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Magheramorne Presbyterian Church Magheramorne Presbyterian church - - 176720.jpg
Magheramorne Presbyterian Church

Magheramorne (from Irish : Machaire Morna - meaning 'Plain of Morna') [1] is a hamlet in County Antrim, Northern Ireland. It is about 5 miles south of Larne on the shores of Larne Lough. It had a population of 75 people in the 2001 Census. Following the reform of Northern Ireland's local government system on 1 April 2015, Magheramorne lies within the Mid and East Antrim Borough Council area.



Nearby is an old limestone quarry currently owned by Lafarge (formerly known as Blue Circle). Extraction of limestone from the quarry, for use in the Magheramorne cement plant, ceased in 1980. [2] The high point for limestone extraction at Magheramorne was in the 19th and 20th centuries. In the 19th century a mission church for labourers at the limeworks was established and became a Presbyterian Church.

In September 2009, Lafarge obtained outline planning permission for redevelopment of the quarry and cement works, including a new eco-friendly village and a major cycling centre mainly in the quarry. [2] A regeneration plan will transform the quarry into a nature conservation, leisure and housing area. The 75 hectare quarry will be the home of a World Cycling Centre and the All-Ireland Scuba Diving Centre if the plans go ahead. [3] The area of Larne Lough that was used to ship cement out of Magheramorne is now used as a marina.

Game of Thrones

The abandoned Magheramorne quarry area was used as a filming location for the HBO TV series Game of Thrones . Castle Black, Hardhome and The Wall were filmed there, and battlements were built there to serve as King's Landing's defences during the Battle of Blackwater Bay; [4] scenes shot atop the wall were filmed inside the Paint Hall Studios in Belfast. The composite set (with both exteriors and interiors) consisted of a large section of Castle Black including the courtyard, the ravenry, the mess hall and the barracks, and used the stone wall of the quarry as the basis for the ice wall that protects Westeros. A functional elevator was built to lift the rangers to the top of The Wall. A castle with real rooms and a working elevator were built near a cliff 400 feet (120 m) high, CGI fills in the rest to make the wall appear 700 feet (210 m) high. [5] The area around the elevator was painted white to make it look like ice. George R. R. Martin said: "It's a pretty spectacular, yet miserable location. It is wet and rainy, and the mud is thick. I visited there; it really gets the actors in the mood of being at the end of the world in all of this cold and damp and chill". [6]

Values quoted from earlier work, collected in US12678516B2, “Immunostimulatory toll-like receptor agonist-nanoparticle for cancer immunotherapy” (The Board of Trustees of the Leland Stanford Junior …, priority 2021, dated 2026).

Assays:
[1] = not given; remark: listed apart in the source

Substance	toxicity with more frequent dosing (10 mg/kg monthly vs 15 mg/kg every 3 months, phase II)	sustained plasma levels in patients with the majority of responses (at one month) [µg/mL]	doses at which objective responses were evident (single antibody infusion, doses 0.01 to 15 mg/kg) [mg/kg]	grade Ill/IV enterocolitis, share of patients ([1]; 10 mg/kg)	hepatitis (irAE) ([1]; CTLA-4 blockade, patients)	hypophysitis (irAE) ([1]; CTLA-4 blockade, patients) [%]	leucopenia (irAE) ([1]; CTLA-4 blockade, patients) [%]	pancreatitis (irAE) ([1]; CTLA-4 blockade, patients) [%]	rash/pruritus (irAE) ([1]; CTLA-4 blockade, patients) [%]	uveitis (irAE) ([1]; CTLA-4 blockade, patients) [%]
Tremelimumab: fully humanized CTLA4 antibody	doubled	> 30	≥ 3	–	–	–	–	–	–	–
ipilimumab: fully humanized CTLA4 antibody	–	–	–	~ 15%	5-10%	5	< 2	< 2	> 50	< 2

Magheramorne Silver Band with BBC's Ralph McLean MSB BBC 2012 Recording.jpg
Magheramorne Silver Band with BBC's Ralph McLean


Related Research Articles

County Antrim County in Northern Ireland

County Antrim is one of six counties that form Northern Ireland. Adjoined to the north-east shore of Lough Neagh, the county covers an area of 3,046 square kilometres (1,176 sq mi) and has a population of about 618,000. County Antrim has a population density of 203 people per square kilometre or 526 people per square mile. It is also one of the thirty-two traditional counties of Ireland, as well as part of the historic province of Ulster.

Carrickfergus Human settlement in Northern Ireland

Carrickfergus is a large town in County Antrim, Northern Ireland. It sits on the north shore of Belfast Lough, 11 miles (18 km) from Belfast. The town had a population of 27,998 at the 2011 Census. It is County Antrim's oldest town and one of the oldest towns in Ireland as a whole. Carrickfergus was the administrative centre for Carrickfergus Borough Council, before this was amalgamated into the Mid and East Antrim District Council in 2015, and forms part of the Belfast Metropolitan Area. It is also a townland of 65 acres, a civil parish and a barony.

County Down County in Northern Ireland

County Down one of the six counties of Northern Ireland, It covers an area of 2,448 km2 and has a population of 531,665. It borders County Antrim to the north, the Irish Sea to the east, County Armagh to the west, and County Louth across Carlingford Lough to the southwest.

Larne Town (and civil parish) in County Antrim, Northern Ireland

Larne is a town on the east coast of County Antrim, Northern Ireland, with a population of 18,755 at the 2011 Census. It is a major passenger and freight roll-on roll-off port. Larne is administered by Mid and East Antrim Borough Council. Together with parts of the neighbouring districts of Antrim and Newtownabbey and Causeway Coast and Glens, it forms the East Antrim constituency for elections to the Westminster Parliament and Northern Ireland Assembly. The civil parish is in the historic barony of Glenarm Upper.

Larne Borough Council Human settlement in Northern Ireland

Larne Borough Council was a Local Council in County Antrim in Northern Ireland. It merged with Ballymena Borough Council and Carrickfergus Borough Council in May 2015 under the reorganisation of local government in Northern Ireland to become Mid and East Antrim Borough Council.

Larne Lough

Larne Lough is a sea lough or inlet in County Antrim, Northern Ireland. The lough lies between Islandmagee and the mainland. At its mouth is the town of Larne. It is designated as an area of special scientific interest, a special protection area, and a Ramsar site to protect the wetland environment, particularly due to the presence of certain bird species and shellfish.